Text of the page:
Powerboat racers rev an idle threat to civic pride
© St. Petersburg Times
The American Powerboat Association Offshore is going about things all wrong, if it hopes to buffalo the city of St. Petersburg into paying it more of the taxpayers' money to keep holding its national championship here.
The powerboaters have held events in St. Petersburg for the past five years. You might have noticed. Certainly, the fencing-off of Vinoy Park, the charge of admission to the municipal Pier and an incessant high, whining drone emanating from the downtown waterfront were giveaways. Or perhaps you thought the sound was coming from the City Council.
Almost as soon as the last championship ended last October, the association began agitating for help from the city for 2002. Had not the tight-fisted city required the powerboaters (instead of the taxpayers) to pony up $48,000 for city services, the event might even have broken even.
"From our perspective," chairman Michael Allweiss said last fall, in justifying a city subsidy, "there is not another single event in downtown St. Petersburg that generates the kind of economic impact we do."
Not another single event! Who knew? I am envisioning boat-show-goers bursting forth from the waterfront and crowding into the downtown art galleries and restaurants, waving wads of cash.
Unfortunately, the city has not tripped over itself fast enough to fork over the dough. So the powerboat association is trying a different tack: It is threatening to move its championship to St. Pete Beach.
Not, mind you, that St. Pete Beach could handle that much economic impact all at once. In my opinion it can barely handle the economic impact it gets now. It is hard to get a table at Woody's some nights, and it has been a long time since I was willing to stand in line at the Hurricane. Fortunately, not enough people so far know about the Beach Theater. Ooops, wait -- dang! You didn't see that.
Not being a resident of St. Pete Beach, I say that city's decision is none of my business. If the beach residents are desirous of being overrun with 50,000 powerboat fans, that is their decision. All I am saying is that the powerboaters should be careful, lest some of their economic impact spills off the barrier island into the waterways and accidentally floats back over to St. Petersburg, which would sort of thwart the whole scheme.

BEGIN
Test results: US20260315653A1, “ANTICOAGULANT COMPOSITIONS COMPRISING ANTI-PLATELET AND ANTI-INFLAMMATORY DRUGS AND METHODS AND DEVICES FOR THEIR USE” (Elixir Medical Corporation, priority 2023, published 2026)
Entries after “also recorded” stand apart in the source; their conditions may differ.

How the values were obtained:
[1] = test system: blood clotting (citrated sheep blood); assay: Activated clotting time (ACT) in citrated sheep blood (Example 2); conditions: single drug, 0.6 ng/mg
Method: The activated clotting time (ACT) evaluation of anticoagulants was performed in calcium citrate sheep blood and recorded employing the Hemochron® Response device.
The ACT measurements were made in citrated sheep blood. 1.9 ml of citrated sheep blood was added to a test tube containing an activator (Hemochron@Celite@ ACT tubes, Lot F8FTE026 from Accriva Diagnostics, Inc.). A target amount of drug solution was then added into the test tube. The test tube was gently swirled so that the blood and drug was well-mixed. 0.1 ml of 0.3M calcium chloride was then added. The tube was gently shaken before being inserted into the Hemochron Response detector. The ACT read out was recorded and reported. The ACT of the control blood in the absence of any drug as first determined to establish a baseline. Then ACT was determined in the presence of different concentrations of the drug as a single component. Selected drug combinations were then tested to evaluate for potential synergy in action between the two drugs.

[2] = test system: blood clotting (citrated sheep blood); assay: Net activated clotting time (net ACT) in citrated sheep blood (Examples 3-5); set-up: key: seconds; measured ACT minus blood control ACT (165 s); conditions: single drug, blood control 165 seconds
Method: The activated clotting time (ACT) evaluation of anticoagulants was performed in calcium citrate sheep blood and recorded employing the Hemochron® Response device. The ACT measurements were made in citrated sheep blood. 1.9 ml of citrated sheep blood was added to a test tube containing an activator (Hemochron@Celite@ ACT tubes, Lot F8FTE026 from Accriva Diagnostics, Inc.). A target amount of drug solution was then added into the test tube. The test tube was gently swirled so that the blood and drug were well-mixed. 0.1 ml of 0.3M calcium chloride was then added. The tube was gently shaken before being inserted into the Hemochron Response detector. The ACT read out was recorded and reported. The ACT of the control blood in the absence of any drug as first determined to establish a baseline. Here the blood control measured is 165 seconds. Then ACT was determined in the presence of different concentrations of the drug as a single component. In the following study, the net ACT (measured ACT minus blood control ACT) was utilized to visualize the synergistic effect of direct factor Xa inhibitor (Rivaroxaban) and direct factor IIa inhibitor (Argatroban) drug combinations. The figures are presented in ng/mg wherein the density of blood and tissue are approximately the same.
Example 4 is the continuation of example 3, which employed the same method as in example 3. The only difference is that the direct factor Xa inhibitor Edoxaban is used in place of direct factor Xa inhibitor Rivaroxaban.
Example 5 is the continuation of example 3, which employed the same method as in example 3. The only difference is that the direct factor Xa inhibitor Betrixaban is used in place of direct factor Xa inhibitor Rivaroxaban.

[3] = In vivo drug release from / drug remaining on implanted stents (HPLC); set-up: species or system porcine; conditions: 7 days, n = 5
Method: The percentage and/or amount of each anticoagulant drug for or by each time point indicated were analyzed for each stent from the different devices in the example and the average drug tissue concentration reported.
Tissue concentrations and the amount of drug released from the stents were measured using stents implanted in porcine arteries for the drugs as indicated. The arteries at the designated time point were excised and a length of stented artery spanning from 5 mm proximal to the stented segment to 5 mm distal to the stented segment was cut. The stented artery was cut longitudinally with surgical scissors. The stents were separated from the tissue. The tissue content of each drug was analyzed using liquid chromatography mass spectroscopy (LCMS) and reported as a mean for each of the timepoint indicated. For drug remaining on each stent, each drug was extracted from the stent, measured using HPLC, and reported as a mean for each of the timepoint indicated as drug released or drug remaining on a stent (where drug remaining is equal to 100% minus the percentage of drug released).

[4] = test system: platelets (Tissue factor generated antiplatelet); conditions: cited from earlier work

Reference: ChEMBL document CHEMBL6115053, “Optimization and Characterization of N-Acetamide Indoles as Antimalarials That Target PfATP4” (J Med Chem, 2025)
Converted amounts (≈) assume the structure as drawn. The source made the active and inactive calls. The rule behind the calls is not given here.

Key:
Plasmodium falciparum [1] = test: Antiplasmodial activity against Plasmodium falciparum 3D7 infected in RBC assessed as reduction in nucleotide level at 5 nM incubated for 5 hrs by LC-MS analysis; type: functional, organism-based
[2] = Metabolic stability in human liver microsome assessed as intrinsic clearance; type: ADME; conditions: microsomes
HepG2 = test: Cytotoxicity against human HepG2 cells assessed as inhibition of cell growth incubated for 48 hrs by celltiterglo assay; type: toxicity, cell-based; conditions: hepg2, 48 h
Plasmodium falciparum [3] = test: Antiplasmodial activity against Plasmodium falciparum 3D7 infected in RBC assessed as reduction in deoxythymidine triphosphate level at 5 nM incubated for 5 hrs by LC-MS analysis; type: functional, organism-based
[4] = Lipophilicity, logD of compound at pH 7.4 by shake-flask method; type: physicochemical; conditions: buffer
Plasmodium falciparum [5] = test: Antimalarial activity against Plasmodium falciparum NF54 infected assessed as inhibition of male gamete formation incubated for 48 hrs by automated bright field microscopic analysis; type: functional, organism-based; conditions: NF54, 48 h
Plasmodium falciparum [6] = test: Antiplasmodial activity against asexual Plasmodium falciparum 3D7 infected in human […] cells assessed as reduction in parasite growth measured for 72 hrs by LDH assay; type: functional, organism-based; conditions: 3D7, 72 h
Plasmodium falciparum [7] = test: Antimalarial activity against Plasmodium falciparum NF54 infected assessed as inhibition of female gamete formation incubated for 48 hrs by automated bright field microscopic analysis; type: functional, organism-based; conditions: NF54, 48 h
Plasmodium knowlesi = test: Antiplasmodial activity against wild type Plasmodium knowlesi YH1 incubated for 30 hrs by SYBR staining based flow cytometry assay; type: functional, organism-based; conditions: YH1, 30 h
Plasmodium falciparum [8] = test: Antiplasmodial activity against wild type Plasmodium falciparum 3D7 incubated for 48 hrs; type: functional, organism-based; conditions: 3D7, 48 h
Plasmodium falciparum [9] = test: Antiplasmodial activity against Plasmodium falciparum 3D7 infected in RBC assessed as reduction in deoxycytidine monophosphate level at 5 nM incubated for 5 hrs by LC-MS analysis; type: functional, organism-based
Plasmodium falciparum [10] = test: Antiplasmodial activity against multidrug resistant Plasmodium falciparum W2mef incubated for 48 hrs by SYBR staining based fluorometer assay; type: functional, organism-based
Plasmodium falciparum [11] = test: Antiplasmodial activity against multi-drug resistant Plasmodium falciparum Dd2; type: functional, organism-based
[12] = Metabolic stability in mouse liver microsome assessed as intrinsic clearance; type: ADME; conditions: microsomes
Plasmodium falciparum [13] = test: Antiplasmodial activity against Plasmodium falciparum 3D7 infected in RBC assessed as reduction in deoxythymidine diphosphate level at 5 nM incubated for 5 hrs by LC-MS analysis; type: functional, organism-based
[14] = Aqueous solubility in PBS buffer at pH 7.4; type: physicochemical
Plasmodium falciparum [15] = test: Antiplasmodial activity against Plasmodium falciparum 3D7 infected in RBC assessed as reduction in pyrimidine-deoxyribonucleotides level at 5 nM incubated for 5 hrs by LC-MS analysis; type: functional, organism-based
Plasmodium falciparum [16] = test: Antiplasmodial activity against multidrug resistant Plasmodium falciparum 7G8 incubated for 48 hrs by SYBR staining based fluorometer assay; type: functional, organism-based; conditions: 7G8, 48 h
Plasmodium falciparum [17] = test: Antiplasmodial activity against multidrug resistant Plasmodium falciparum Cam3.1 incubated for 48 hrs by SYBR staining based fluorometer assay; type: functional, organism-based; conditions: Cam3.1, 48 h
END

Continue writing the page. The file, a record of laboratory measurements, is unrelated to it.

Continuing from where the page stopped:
But as a state senator once said to me, "I digest." I was saying that threatening St. Petersburg with St. Pete Beach is not how you get St. Petersburg to do something. There are two things that you must say to St. Petersburg to get it to do something:
(1) Tampa wants this too.
(2) This will put you on the map.
In short, the powerboaters should follow the example of the Grand Prix, which already has made its deal with a giddy St. Petersburg for control of part of the city's downtown. Vroom, vroom!
Never mind that Tampa has no really great place to hold powerboat races, unless you close off Tampa Bay itself, or perhaps the Port of Tampa, which seems impractical. It does not matter. The boaters should claim that Tampa's plan is to fill up Raymond James Stadium with water, the way the Romans used to stage naval battles in the Colosseum, and St. Petersburg will panic.
As for being On The Map, St. Petersburg is uniquely worried among all Florida cities that it will be left off -- or even worse, deliberately omitted as part of the global conspiracy:
RAND MCNALLY WORKER #1: Let us disrespect St. Petersburg by leaving it off the map.
RAND MCNALLY WORKER #2: Even better, let's just label it "Tampa Bay"!
RAND MCNALLY WORKER #3: (Snidely Whiplash laughter)
Therefore, the powerboaters should adopt the strategy of subtly suggesting to St. Petersburg that it is not actually on the map, due to the wicked misnaming of the Tampa Bay Devil Rays, but that the national powerboat championship will by-gum be held in "St. Petersburg, Florida," and ESPN 6 will be barred by contract from showing any scenes from Tampa, or even using the T-word during its coverage. People will know where St. Petersburg is then, yessirree.
-- You can reach Howard Troxler at (727) 893-8505 or at email@example.com.
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